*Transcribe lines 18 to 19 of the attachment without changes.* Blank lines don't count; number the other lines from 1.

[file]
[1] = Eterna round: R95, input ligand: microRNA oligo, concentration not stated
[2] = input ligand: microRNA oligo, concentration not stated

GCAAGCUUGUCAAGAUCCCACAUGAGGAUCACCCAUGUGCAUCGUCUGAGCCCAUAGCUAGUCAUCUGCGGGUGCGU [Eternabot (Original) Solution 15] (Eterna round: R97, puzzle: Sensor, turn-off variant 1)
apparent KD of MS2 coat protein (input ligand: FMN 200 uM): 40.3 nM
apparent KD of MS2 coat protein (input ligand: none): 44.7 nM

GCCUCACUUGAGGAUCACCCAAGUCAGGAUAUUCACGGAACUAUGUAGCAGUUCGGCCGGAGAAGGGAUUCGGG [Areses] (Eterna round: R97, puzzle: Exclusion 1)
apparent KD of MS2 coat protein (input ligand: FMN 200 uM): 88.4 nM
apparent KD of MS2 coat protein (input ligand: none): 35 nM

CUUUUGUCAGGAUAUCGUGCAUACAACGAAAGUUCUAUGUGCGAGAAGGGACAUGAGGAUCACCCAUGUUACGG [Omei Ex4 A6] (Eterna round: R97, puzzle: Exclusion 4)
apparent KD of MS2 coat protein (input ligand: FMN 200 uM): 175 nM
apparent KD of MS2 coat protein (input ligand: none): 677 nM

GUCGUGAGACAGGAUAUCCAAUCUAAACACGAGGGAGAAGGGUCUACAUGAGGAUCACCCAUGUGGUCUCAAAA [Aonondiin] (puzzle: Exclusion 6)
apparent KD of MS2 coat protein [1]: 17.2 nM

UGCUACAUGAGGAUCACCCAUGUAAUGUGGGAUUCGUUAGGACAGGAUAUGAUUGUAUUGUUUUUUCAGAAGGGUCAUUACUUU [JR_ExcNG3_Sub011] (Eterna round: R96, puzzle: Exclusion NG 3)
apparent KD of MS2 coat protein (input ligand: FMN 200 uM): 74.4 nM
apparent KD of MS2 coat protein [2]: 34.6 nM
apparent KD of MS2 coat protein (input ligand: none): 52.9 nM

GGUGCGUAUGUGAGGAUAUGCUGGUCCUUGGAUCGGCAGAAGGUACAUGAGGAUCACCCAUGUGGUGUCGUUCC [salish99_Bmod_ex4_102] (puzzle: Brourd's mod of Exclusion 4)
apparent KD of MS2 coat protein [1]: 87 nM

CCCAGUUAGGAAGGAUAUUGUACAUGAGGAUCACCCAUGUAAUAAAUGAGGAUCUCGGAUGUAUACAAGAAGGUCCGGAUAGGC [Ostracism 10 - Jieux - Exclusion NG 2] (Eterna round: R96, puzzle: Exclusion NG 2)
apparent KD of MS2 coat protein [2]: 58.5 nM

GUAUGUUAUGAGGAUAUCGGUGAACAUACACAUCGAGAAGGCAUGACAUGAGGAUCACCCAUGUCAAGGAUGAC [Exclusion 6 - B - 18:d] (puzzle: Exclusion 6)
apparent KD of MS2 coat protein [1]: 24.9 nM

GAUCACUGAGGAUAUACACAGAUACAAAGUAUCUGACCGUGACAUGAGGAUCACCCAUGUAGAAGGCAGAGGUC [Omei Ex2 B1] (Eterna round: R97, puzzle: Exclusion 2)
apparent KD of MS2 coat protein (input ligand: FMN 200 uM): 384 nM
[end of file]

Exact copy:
GGUGCGUAUGUGAGGAUAUGCUGGUCCUUGGAUCGGCAGAAGGUACAUGAGGAUCACCCAUGUGGUGUCGUUCC [salish99_Bmod_ex4_102] (puzzle: Brourd's mod of Exclusion 4)
apparent KD of MS2 coat protein [1]: 87 nM